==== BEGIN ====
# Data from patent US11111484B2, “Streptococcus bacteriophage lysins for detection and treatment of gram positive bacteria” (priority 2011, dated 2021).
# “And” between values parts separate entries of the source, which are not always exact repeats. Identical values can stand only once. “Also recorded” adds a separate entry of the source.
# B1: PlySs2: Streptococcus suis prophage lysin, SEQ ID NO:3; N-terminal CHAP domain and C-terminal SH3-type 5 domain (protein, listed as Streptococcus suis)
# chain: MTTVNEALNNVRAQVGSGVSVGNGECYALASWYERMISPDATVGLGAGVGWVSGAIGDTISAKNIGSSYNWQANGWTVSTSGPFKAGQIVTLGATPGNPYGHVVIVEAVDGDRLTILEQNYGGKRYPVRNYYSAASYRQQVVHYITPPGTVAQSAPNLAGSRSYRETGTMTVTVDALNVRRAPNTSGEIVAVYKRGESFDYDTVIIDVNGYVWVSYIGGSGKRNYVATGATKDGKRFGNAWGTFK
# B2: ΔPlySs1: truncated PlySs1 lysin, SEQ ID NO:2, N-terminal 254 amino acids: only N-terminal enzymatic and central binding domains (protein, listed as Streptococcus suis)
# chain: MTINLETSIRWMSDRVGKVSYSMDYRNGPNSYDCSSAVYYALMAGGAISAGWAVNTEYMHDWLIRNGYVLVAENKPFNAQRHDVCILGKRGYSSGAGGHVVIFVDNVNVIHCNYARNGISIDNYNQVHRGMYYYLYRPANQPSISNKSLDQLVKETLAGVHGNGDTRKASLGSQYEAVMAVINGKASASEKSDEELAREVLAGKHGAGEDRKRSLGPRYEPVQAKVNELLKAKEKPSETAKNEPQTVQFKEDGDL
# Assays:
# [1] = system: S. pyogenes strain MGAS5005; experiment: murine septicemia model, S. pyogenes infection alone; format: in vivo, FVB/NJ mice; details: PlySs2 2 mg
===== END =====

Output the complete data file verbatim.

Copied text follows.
# Data from patent US11111484B2, “Streptococcus bacteriophage lysins for detection and treatment of gram positive bacteria” (priority 2011, dated 2021).
# “And” between values parts separate entries of the source, which are not always exact repeats. Identical values can stand only once. “Also recorded” adds a separate entry of the source.
# B1: PlySs2: Streptococcus suis prophage lysin, SEQ ID NO:3; N-terminal CHAP domain and C-terminal SH3-type 5 domain (protein, listed as Streptococcus suis)
# chain: MTTVNEALNNVRAQVGSGVSVGNGECYALASWYERMISPDATVGLGAGVGWVSGAIGDTISAKNIGSSYNWQANGWTVSTSGPFKAGQIVTLGATPGNPYGHVVIVEAVDGDRLTILEQNYGGKRYPVRNYYSAASYRQQVVHYITPPGTVAQSAPNLAGSRSYRETGTMTVTVDALNVRRAPNTSGEIVAVYKRGESFDYDTVIIDVNGYVWVSYIGGSGKRNYVATGATKDGKRFGNAWGTFK
# B2: ΔPlySs1: truncated PlySs1 lysin, SEQ ID NO:2, N-terminal 254 amino acids: only N-terminal enzymatic and central binding domains (protein, listed as Streptococcus suis)
# chain: MTINLETSIRWMSDRVGKVSYSMDYRNGPNSYDCSSAVYYALMAGGAISAGWAVNTEYMHDWLIRNGYVLVAENKPFNAQRHDVCILGKRGYSSGAGGHVVIFVDNVNVIHCNYARNGISIDNYNQVHRGMYYYLYRPANQPSISNKSLDQLVKETLAGVHGNGDTRKASLGSQYEAVMAVINGKASASEKSDEELAREVLAGKHGAGEDRKRSLGPRYEPVQAKVNELLKAKEKPSETAKNEPQTVQFKEDGDL
# Assays:
# [1] = system: S. pyogenes strain MGAS5005; experiment: murine septicemia model, S. pyogenes infection alone; format: in vivo, FVB/NJ mice; details: PlySs2 2 mg